The 2019 Euro elections – not a contest I thought was going to require a British perspective. Yet here we are, taking at least one more curtain call.

Last time Britain elected MEPs in the following numbers:

UKIP 24

Labour 20

Conservatives 19

Green 3

SNP 2

Lib Dems 1

Plaid Cymru 1

DUP 1

Sinn Fein 1

UUP 1

UKIP tallied 26.6% of the vote to take first place on a turnout of just under 36%.

It should be noted that these MEPs have shifted allegiance quite a lot in the intervening period.  Currently Britain’s MEPs are comprised as follows:

Labour 19

Conservative 18

UKIP 7 (one of whom is not part of UKIP’s EU grouping)

Brexit 7

Greens 3

SNP 2

Lib Dems 1

SDP 1

Plaid Cymru 1

DUP 1

Sinn Fein 1

UUP 1

Independents 10 (in at least four different independent groupings)

Vacant 1

No one could accuse these MEPs of bovine party loyalty.This fragmentation of support has implications for the Euro election results this time round. This requires, I’m afraid, a bit of technical detail.

MEPs are elected by multi-member constituencies under what is called the D’Hondt method.  This is often, but incorrectly, described as proportional representation. It is really a repeat first past the post system for parties. So in the North East England constituency last time round Labour got two out of three seats on just 36.5% of the vote. Not, I suggest, very proportional.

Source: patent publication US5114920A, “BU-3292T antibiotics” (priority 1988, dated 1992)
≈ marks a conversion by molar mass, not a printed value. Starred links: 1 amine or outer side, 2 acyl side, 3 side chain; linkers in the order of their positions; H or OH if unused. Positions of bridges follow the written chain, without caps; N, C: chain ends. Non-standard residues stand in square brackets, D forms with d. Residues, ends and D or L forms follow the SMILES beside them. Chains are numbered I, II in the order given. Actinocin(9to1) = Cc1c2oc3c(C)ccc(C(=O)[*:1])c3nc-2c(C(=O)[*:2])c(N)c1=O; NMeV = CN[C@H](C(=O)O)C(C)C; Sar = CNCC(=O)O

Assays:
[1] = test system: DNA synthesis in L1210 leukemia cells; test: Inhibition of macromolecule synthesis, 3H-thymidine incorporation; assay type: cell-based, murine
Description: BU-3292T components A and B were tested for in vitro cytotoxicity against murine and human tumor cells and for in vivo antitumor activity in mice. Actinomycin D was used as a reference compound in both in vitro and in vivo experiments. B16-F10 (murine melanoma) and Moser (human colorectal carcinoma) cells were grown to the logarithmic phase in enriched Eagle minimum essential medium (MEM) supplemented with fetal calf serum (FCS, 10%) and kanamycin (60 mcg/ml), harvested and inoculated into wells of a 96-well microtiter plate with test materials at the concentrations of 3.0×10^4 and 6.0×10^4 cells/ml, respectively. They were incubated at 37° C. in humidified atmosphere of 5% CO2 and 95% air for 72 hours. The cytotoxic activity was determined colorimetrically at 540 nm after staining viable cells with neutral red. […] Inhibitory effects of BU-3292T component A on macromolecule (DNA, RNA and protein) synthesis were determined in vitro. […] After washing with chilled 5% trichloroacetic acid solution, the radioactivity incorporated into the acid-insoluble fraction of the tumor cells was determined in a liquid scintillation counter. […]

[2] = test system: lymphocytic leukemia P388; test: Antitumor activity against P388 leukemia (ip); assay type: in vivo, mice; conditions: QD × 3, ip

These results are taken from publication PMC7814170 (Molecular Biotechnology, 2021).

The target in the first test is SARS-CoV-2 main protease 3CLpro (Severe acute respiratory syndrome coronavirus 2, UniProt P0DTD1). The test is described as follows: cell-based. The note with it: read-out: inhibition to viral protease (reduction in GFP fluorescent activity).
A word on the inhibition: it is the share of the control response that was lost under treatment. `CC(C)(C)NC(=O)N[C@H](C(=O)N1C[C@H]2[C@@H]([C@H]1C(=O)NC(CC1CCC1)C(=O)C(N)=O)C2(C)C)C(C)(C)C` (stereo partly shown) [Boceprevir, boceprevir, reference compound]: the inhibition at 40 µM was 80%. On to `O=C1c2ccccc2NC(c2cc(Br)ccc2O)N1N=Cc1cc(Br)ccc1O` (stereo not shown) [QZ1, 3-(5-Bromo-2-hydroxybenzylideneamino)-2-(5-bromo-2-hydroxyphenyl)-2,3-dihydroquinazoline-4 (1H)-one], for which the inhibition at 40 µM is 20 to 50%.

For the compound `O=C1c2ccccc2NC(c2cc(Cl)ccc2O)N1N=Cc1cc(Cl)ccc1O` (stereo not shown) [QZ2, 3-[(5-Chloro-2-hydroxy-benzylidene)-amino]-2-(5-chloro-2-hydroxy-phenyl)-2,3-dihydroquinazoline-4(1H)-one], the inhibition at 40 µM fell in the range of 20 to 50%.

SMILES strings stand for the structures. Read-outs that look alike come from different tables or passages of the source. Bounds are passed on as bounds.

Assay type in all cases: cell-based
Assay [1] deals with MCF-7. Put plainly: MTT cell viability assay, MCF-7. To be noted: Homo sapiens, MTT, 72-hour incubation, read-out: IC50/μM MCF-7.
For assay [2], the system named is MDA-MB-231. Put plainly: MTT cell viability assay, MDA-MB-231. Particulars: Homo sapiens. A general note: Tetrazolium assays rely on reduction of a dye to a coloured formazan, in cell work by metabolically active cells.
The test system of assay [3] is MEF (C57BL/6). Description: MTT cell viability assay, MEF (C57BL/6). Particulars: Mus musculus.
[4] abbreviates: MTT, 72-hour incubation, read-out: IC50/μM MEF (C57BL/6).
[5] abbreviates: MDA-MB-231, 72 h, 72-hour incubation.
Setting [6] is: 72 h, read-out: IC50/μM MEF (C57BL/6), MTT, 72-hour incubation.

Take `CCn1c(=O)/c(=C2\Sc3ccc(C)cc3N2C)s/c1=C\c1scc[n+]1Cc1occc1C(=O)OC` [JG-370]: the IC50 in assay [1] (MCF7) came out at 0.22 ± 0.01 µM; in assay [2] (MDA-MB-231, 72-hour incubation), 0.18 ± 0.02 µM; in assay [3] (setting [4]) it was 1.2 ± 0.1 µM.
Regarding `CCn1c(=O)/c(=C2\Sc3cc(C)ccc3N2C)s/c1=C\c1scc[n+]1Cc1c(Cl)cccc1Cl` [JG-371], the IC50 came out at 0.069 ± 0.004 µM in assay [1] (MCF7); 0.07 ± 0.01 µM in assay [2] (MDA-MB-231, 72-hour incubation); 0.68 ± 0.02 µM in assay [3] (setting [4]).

How can this happen?  The answer lies in the wasted votes. Let’s take a real live current example.  On Monday a Welsh opinion poll gave the following finding for the Euro elections:

Labour: 30%
Conservative: 16%
Plaid Cymru: 15%
UKIP: 11%
Brexit Party: 10%
Change UK: 8%
Liberal Democrats: 6%
Greens: 5%
Others: 1%

There are four seats at stake in Wales.  Labour would get two, the Conservatives would get one and Plaid Cymru would get one. Although the “others” mount up to 39% of the vote share, more than any individual party, all this shrapnel would all go unrepresented. The three bigger parties would be dealing with a deck of just 61% of the vote between them. The D’Hondt method does not work very well in an increasingly-fragmented political scene.

Note, if either UKIP or the Brexit party can establish itself as the headbangers’ party of choice, they would comfortably get a seat – the votes are there if they are not divided. Similarly, if the Lib Dems and Change UK team up, they will be a gnat’s whisker away from getting a seat even if the polls don’t move.

The effect is most marked in small multi-member constituencies.  South East England has ten MEPs at stake so a party would only need a maximum of 9% to ensure representation and very possibly rather less: the Lib Dems got one last time on 8% of the vote.